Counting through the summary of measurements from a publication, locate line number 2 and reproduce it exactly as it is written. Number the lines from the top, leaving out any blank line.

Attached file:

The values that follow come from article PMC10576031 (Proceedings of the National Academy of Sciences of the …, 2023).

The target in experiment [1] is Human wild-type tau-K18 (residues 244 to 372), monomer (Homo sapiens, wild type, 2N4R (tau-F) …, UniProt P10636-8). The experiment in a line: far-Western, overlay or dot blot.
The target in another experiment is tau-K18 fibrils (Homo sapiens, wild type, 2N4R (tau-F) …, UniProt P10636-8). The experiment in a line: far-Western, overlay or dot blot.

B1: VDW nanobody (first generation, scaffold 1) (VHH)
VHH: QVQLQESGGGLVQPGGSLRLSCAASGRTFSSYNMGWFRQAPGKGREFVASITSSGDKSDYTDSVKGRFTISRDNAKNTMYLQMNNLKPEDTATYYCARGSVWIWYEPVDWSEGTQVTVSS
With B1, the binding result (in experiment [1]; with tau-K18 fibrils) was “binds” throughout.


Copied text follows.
The target in experiment [1] is Human wild-type tau-K18 (residues 244 to 372), monomer (Homo sapiens, wild type, 2N4R (tau-F) …, UniProt P10636-8). The experiment in a line: far-Western, overlay or dot blot.